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re-education please :)
Posted: Mon Sep 04, 2006 10:17 pm
I am sure it's been asked (heck, I probably even asked it here) but I searched quite a bit before posting this as I found very little.
Where did the huge focus on protein (especially in the world of physique/muscle-focused people) come from? Is it really necessary to eat 1 g/lb of weight (or even lean body mass) per day? For instance do I really need 100 g of protein a day if I'm 118 lbs w/ about 100 lbs of lean body mass?
Where can I read more about this, as well as the whole "incomplete vs. complete protein" thing, which from what I can tell, isn't true? Back in the day didn't people say that vegetable proteins were inferior quality?
How much protein does an active person who weight trains really need?
And other than soy and dairy, what veg. products provide it?
Posted: Tue Sep 05, 2006 12:27 am
Dairy isnt veg, what are you talking about? Look at hemp protein, soy, rice, vegetable (mostly soy), pea...those are all in powder form.
Posted: Tue Sep 05, 2006 12:38 am
I use pea/rice.
I honestly dont measure how much protein i take. I usually take about 100g just in my shakes on lifting days, plus beans, rice, noodles or whatever else i cram down. Nuts of course. So many protein sources.
Posted: Tue Sep 05, 2006 1:30 am
I notice my best gains when I take between 200 grams and 300 grams of protein daily. I know it is different for each person, but that is what has worked well for me.
I get most of my protein from foods. You can see my meal plans listed on the main site under nutrition:
When I use shakes, I get my protein mostly from hemp, but also rice, pea, and soy.
Do some experiments to see what works best for your body....that is how I found out that 200-300 grams was the best for me to put on size and strength.
Re: re-education please :)
Posted: Tue Sep 05, 2006 9:15 am
The complete protein/incomplete protein value of foods is based on experiments to see what protein sources provide enough of the right amino acids to serve as the sole source of protein in a diet and promote growth and make one thrive.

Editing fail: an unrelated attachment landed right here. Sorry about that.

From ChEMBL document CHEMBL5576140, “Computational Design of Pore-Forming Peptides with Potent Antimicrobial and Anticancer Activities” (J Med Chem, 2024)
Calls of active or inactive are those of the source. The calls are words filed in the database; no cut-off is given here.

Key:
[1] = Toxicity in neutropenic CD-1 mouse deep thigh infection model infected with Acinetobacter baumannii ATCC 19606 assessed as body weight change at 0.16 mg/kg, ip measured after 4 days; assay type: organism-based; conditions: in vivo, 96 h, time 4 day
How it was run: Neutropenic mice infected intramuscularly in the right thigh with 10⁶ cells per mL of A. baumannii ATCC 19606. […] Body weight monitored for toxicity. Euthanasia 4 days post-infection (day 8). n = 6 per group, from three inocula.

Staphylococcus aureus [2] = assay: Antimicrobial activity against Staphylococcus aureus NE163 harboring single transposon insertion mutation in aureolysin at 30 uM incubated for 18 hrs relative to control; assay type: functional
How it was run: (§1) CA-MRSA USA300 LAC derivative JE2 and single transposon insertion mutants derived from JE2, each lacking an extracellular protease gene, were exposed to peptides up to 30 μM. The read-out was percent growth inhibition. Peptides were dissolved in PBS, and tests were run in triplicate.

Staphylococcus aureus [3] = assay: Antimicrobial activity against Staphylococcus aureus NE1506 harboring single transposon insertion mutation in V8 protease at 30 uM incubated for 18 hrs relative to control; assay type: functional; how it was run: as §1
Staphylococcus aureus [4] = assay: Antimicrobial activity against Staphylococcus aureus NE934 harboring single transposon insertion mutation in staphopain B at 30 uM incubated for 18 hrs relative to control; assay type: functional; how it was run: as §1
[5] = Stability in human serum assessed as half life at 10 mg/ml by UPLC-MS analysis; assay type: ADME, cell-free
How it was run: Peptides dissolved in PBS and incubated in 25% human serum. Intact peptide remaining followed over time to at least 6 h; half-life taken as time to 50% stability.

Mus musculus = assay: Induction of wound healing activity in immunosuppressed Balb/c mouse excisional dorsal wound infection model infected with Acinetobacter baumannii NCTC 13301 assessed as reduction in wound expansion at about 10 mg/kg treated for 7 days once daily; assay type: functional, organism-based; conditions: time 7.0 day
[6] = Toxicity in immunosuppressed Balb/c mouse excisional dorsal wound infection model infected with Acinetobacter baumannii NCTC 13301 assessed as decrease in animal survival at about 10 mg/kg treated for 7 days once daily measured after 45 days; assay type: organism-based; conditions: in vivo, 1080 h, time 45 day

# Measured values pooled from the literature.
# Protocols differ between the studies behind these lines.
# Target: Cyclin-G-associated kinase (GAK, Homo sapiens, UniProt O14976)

Unfortunately, earlier tests on this were done with rats, because scientists can observe several generations of rats in a short time, and it was later found that rats need more of a specific amino acid than humans do to thrive. That's where 'all plant proteins are incomplete' comes from.
Somewhere around the early 1990's, scientists began taking this into account, and retested, finding that there are indeed some plant proteins (notably soy) that are 'complete.'
But since noone eats just one kind of protein, this is a bit misleading.
Francis Moore Lappé's original "Diet for a New Planet" tried to compensate for the 'incompleteness' of many plant foods by really stressing protein complimentary: the lackiing or low amino acids in one food group (like beans) could be compensated for by eating that food group with another that contained the missing/low amino acids (grains).
In subsequent editions of DFANP, Lappé amended her recommendations, based on research that showed that you don't have to eat the complimentatry amino acids at the same time, because your body stores amino acids, and can combine those from different meals.
The body breaks down protein into their individual amino acids and stores the ones that it doesn't need for the moment.
Some say that plant proteins are actually superior to animal proteins, because animal proteins are 'pre-formed' and take more energy to break down, while the proteins in plants are usually in the form of separate amino acids that the body doesn't have to break down (in nuts and seeds, soaking raw ones helps break down pre-formed proteins into individual amino acids that are easier to assimilate).
I think the "you need lots of protein to build muscle" thing is based a bit on inaccurate observation: to build muscle, you have to eat muscle (not thinking of how bulls and elephants and 'food' animals got their muscle!)
It can also be an overgeneralization: the logic that, since protein aids in building and recovery, MORE protein would mean MORE building and recovery, taking things to unnecessary extremes.
Posted: Tue Sep 05, 2006 1:18 pm
calorie total is much more important...if your eating a couple thousand calories over what a lazy person your weight should eat your getting way more protein than you need...unless of course all your calories are from fat
Posted: Tue Sep 05, 2006 2:06 pm
Total calories of course are more important.
But let's say I am eating 1500 cals a day.
would it not matter if it was say 50//25/25/ for prot./fat/carb.